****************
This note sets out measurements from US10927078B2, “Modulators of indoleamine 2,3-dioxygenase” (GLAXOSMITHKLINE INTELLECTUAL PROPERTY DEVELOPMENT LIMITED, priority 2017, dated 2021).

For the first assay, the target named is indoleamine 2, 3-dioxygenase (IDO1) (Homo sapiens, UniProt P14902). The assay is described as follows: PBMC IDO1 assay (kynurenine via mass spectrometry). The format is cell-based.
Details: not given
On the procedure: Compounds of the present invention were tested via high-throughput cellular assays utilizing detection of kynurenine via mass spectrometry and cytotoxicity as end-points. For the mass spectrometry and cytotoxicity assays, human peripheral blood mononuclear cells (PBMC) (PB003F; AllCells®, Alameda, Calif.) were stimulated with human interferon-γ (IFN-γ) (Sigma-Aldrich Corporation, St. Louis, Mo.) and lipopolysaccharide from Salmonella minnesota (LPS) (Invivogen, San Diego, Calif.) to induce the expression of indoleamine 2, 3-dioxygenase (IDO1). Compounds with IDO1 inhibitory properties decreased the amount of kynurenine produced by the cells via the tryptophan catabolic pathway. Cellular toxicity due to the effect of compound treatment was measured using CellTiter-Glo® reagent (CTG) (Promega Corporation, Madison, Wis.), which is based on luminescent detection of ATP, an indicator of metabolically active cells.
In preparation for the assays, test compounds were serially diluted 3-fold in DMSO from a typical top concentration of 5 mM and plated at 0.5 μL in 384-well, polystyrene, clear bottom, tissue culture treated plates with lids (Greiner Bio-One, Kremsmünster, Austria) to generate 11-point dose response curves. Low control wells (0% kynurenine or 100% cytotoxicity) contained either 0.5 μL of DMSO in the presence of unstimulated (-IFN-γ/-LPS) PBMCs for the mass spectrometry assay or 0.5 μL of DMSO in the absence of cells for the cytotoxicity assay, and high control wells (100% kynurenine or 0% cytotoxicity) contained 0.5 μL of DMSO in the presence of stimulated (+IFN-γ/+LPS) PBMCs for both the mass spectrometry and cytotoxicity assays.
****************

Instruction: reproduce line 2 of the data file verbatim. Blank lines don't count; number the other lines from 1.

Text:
For the first assay, the target named is indoleamine 2, 3-dioxygenase (IDO1) (Homo sapiens, UniProt P14902). The assay is described as follows: PBMC IDO1 assay (kynurenine via mass spectrometry). The format is cell-based.